Team Chief Marketing Officer Karey Gallagher said that because of the team’s decision to use an online platform, its campaign has begun to create some buzz.

“We just went live with the website a few days ago, and we are starting to get a lot of recognition,” Gallagher said. “For instance, we did an interview with 104 KRBE, and now we have been asked a lot of questions, and a lot of people have been backing us. Most people are donating the small amounts, and we are going after the businesses for the bigger amounts, so we hope to be very successful.”

Wick said the team is working hard to get UH students involved. To do this, it has included a special section through which UH students can donate, and it has been looking for a good incentive to motivate them.

“It’s a $10 donation, because college students certainly don’t have a lot of cash to throw around,” Wick said. “But we spoke to various professors about offering extra credit, so there are a couple of classes going on where students can donate for extra credit. We want to get all the UH students involved on kind of a smaller level, because if we had 300 students that donated 10 bucks each, that’s a pretty significant contribution.”

If the team wins Wolffest, Wick said that many professors at UH are interested in making Dream It Houston annual.

“But there is only one way to do that, and that is being successful,” Wick said. “So it’s so important that we really blow this one out of the water. If we can do an annual project to go out and work with a charity and create a camp or project or a day for other people to get involved with UH and the Wolff Center, that would be really great.”

Wick said Wolffest is more than just a venue for competition; it is also a chance for students to give back to the school. He said his mission with the competition is not only to help his team win, but also to provide funds back to the WCE so it can continue doing the things that make their academic experience different.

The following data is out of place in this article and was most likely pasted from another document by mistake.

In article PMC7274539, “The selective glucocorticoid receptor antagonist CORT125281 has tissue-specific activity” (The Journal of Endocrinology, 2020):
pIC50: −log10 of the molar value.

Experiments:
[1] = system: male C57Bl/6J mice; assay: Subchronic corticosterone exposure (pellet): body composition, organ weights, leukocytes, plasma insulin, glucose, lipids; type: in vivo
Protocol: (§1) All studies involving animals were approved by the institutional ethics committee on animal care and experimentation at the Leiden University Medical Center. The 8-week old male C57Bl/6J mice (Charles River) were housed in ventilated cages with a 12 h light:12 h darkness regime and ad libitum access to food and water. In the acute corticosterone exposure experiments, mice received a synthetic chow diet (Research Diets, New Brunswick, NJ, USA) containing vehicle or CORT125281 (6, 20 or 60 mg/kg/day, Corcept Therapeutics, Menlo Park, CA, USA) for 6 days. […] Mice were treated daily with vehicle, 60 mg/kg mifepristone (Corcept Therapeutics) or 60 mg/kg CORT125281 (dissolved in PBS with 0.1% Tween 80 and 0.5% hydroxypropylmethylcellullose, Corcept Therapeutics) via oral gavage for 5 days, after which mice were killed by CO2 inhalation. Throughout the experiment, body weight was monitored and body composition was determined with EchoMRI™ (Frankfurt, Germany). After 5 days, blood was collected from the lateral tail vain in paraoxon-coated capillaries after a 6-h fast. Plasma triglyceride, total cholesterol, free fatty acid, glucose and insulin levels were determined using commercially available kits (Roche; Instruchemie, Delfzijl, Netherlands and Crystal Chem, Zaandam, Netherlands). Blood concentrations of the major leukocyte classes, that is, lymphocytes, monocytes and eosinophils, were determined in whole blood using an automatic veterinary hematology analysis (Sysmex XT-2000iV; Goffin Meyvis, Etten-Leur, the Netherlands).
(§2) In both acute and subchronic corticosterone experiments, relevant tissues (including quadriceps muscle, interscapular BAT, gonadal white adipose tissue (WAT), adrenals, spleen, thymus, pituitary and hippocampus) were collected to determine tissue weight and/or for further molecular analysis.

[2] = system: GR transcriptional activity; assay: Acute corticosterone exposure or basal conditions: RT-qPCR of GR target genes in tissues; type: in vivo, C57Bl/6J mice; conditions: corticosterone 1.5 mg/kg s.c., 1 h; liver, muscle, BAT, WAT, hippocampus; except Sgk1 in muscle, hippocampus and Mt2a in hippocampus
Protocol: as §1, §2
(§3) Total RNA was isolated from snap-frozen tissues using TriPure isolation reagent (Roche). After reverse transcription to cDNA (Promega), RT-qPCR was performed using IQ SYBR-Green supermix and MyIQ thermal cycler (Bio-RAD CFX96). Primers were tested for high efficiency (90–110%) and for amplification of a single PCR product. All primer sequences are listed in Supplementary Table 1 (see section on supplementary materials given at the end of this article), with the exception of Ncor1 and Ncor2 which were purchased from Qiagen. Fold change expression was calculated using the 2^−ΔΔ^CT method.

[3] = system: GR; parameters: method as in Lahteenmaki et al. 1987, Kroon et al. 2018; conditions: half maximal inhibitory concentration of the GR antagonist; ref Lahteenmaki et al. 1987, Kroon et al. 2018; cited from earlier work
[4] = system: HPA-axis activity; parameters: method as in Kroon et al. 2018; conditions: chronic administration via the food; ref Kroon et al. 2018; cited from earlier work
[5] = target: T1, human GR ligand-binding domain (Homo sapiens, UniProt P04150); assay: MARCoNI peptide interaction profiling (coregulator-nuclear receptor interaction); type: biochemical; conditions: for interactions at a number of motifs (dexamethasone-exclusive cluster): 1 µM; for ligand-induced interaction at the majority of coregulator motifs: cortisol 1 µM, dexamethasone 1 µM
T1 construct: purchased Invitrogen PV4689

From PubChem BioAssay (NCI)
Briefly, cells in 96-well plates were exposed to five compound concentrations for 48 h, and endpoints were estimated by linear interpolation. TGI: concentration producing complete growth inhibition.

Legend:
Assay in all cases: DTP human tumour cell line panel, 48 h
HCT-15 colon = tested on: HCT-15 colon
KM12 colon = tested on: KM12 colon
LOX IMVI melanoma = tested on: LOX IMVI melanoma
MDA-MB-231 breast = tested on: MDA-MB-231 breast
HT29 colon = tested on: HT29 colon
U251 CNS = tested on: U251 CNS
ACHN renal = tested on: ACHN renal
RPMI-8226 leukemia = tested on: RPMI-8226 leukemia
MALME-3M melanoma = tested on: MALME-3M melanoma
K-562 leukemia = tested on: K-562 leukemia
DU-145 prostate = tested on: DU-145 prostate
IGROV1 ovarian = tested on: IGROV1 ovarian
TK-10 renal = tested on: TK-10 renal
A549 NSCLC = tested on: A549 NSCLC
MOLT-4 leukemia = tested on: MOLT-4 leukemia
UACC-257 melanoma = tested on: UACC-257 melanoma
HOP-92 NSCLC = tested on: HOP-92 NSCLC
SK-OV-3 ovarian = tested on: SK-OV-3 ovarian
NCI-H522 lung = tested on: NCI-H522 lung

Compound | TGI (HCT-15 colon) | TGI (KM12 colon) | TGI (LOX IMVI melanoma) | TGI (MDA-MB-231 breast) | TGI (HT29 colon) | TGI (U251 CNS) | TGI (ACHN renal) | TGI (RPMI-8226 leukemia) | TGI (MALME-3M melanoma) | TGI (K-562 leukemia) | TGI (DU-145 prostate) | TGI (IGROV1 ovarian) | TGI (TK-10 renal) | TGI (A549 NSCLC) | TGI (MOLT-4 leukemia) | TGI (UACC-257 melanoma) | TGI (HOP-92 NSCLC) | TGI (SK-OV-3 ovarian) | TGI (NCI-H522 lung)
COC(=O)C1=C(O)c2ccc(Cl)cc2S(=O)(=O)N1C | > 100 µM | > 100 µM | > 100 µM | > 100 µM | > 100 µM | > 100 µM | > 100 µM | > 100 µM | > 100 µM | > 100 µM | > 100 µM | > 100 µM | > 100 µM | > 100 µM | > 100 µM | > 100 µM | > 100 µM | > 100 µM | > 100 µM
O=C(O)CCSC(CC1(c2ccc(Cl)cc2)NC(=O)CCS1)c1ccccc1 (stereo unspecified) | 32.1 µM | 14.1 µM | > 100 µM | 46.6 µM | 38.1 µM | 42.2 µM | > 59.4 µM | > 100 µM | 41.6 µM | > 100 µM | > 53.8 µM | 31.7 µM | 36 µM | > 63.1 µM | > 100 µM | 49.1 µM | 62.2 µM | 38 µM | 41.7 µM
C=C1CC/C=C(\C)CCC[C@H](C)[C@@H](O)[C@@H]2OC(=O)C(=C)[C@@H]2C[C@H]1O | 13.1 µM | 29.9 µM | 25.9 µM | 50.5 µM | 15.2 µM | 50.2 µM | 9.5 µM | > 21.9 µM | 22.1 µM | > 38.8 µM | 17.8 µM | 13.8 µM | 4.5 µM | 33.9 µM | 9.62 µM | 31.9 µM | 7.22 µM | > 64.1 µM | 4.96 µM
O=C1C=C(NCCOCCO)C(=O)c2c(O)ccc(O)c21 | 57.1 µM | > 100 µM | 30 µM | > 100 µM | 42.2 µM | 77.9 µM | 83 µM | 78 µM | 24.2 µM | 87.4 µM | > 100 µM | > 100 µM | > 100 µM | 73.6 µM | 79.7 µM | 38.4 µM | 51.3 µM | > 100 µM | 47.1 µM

“I was on the radio last week with Entrepreneurship Podcast Network, and I told them that the Wolff Center for Entrepreneurship has transformed my college experience. It has changed my career path entirely, and my mission is to give back to the program at least three times what they gave to me,” Wick said. “Without funds, we can’t travel and compete in competitions. Next week, we have a team going to the Bahamas to complete an international competition. These things could not be possible if we didn’t have Wolffest, so it’s something that we are all incredibly passionate about.”

Cook said that what Wick and his team are doing is in direct alignment with what the C.T. Bauer College of Business is trying to accomplish. He also said WCE students are always encouraged to go above and beyond what previous years have done.

“When students are accepted into WCE, we try to shift their thinking from ‘What will I get out the WCE experience?’ to a better and higher question: ‘How will you change WCE to make it better than you found it?’” Cook said. “What Chris is doing exemplifies this higher purpose of creating extraordinary value to kids in the Third Ward, exemplifying the values of WCE and simulating the learning that has been shared with him. We expect each class to build on the successes of the prior students. WCE is a fun, exciting place to be, and Chris is one of the young entrepreneurs who is helping encourage the dreams of those around him.”